Hawaii Highways road photos -- Red Road

(Big Island part 4 of 6 -- other Big Island parts: Saddle Road ·
Observatories Roads · Lava Closures · Waipio Valley · Other Big Island)

The following 13 photos cover the Kapoho-Kalapana Road (county route 137) along the Big Island's southeastern coast northeast of Hawaii Volcanoes National Park. The road has long been known as the "Red Road" because of its unusual red cinder pavement. Most of the original red pavement has been resurfaced with black asphalt in 2000 or, at its southern end, black lava from the 1990 flows that destroyed Kalapana village. Local residents protested the black asphalt resurfacing, but the road badly needed a new smoother surface, the red pavement could not be replaced in its original form (which used bunker oil, now an environmental no-no), and the county rejected alternate red pavements as too costly. The residents did not take the county up on its offer to supply red paint for volunteers to spray on the new pavement.

The photos below include some with the original pavement, along with current photos of this still-pleasant oceanside country road.

All the photos below are my own, except one historic road photo from the archives of the Federal Highway Administration.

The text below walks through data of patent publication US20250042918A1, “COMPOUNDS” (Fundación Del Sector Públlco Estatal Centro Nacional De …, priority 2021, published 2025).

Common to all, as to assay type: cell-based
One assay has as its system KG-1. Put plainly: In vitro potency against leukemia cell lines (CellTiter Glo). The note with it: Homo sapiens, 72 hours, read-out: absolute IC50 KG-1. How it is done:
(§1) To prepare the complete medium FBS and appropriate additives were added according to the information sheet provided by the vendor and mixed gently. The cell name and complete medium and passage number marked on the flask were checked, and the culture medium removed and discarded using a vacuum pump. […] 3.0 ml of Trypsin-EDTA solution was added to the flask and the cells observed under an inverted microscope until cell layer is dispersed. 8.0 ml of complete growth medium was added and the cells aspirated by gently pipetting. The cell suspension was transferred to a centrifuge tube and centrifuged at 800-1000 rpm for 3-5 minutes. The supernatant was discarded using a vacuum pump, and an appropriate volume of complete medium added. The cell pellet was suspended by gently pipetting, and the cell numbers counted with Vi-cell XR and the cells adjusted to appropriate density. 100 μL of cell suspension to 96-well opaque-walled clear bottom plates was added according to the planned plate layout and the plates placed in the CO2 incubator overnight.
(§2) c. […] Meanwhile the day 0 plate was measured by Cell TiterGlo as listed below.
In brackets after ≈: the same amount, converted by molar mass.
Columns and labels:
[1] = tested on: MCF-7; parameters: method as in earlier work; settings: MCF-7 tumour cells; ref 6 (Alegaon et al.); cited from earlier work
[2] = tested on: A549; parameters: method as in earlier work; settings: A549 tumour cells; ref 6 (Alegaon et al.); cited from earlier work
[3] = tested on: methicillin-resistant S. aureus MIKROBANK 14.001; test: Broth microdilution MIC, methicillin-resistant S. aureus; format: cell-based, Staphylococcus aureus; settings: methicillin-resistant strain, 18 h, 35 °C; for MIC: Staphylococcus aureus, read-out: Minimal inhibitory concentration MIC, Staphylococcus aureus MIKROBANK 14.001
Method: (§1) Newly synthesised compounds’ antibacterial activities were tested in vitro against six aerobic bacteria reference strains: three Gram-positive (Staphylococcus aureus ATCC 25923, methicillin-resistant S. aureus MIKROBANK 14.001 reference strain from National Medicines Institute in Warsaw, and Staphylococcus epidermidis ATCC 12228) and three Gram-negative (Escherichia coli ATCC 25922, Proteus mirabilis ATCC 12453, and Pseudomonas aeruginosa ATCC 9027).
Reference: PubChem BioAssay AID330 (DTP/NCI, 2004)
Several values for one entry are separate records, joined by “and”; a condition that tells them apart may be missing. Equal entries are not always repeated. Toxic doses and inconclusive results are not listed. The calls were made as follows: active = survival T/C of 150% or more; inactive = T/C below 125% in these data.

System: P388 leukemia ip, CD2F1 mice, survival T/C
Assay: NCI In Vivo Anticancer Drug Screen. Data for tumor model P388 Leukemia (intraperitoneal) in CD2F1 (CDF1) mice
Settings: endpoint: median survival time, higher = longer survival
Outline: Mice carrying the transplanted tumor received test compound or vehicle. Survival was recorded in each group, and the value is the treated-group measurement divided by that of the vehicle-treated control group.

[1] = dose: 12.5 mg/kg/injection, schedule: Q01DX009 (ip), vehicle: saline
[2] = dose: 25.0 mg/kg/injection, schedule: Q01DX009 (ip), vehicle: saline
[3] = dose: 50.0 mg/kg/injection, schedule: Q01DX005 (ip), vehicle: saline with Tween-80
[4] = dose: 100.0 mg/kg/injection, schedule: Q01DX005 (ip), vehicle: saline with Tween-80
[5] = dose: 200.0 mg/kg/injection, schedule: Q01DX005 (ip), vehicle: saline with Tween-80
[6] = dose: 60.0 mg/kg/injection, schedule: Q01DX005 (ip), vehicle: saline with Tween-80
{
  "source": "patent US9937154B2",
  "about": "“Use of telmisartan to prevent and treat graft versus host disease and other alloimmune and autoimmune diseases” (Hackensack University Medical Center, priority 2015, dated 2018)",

NOTE: In case you want more detail, clicking most of the photos below will call up enlarged, higher-quality (less .jpg compression) versions. Those alternate versions have larger file sizes, so please be patient while they download.

Red Road, with black pavement, facing south at intersection with county 132 County 132 at junction with Red Road (county 137), with end signage for 132, and county 137 junction marker
Two views of the north end of the Red Road, at county route 137 mile 7.7 where it intersects with Pahoa-Kapoho Road (county route 132 west of the intersection). Above left is the intersection facing south, with the Red Road straight ahead. Above right is the intersection from the west, with an "end" sign announcing the end of route 132 (unusual for Hawaii). Pavement continues briefly north of the intersection, until the road (at this point, not normally considered part of the Red Road, and despite the milemarkings and the junction sign above right, not necessarily part of county route 137) turns unpaved and then turns northwest to follow the coast. (Photo above left November 2001; photo above right May 2000)